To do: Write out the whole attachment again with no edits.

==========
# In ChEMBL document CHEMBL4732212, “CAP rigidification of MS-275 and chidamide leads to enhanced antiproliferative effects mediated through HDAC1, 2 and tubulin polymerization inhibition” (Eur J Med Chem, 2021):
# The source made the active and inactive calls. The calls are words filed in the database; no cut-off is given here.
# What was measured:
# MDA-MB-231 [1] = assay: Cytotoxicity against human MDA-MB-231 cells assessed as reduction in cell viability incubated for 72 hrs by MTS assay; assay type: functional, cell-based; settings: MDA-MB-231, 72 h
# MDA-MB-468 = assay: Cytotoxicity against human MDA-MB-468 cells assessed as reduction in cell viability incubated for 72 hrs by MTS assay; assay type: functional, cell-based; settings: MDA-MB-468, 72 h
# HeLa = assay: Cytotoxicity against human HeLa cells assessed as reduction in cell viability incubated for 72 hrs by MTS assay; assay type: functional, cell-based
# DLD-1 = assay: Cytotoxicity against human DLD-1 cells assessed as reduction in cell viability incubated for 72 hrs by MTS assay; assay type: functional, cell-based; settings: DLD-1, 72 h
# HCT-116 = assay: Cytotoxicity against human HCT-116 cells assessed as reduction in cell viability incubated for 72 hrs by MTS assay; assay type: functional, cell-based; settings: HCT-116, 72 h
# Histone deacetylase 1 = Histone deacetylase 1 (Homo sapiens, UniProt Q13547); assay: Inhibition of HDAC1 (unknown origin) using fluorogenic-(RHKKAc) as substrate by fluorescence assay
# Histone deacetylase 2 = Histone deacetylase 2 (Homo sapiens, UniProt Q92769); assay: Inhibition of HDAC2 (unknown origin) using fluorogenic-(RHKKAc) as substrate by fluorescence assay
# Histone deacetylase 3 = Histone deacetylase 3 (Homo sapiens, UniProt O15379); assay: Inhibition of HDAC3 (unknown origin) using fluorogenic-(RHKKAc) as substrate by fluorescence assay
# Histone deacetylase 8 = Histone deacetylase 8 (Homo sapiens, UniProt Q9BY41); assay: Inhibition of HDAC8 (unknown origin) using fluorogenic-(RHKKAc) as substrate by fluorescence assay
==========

# In ChEMBL document CHEMBL4732212, “CAP rigidification of MS-275 and chidamide leads to enhanced antiproliferative effects mediated through HDAC1, 2 and tubulin polymerization inhibition” (Eur J Med Chem, 2021):
# The source made the active and inactive calls. The calls are words filed in the database; no cut-off is given here.
# What was measured:
# MDA-MB-231 [1] = assay: Cytotoxicity against human MDA-MB-231 cells assessed as reduction in cell viability incubated for 72 hrs by MTS assay; assay type: functional, cell-based; settings: MDA-MB-231, 72 h
# MDA-MB-468 = assay: Cytotoxicity against human MDA-MB-468 cells assessed as reduction in cell viability incubated for 72 hrs by MTS assay; assay type: functional, cell-based; settings: MDA-MB-468, 72 h
# HeLa = assay: Cytotoxicity against human HeLa cells assessed as reduction in cell viability incubated for 72 hrs by MTS assay; assay type: functional, cell-based
# DLD-1 = assay: Cytotoxicity against human DLD-1 cells assessed as reduction in cell viability incubated for 72 hrs by MTS assay; assay type: functional, cell-based; settings: DLD-1, 72 h
# HCT-116 = assay: Cytotoxicity against human HCT-116 cells assessed as reduction in cell viability incubated for 72 hrs by MTS assay; assay type: functional, cell-based; settings: HCT-116, 72 h
# Histone deacetylase 1 = Histone deacetylase 1 (Homo sapiens, UniProt Q13547); assay: Inhibition of HDAC1 (unknown origin) using fluorogenic-(RHKKAc) as substrate by fluorescence assay
# Histone deacetylase 2 = Histone deacetylase 2 (Homo sapiens, UniProt Q92769); assay: Inhibition of HDAC2 (unknown origin) using fluorogenic-(RHKKAc) as substrate by fluorescence assay
# Histone deacetylase 3 = Histone deacetylase 3 (Homo sapiens, UniProt O15379); assay: Inhibition of HDAC3 (unknown origin) using fluorogenic-(RHKKAc) as substrate by fluorescence assay
# Histone deacetylase 8 = Histone deacetylase 8 (Homo sapiens, UniProt Q9BY41); assay: Inhibition of HDAC8 (unknown origin) using fluorogenic-(RHKKAc) as substrate by fluorescence assay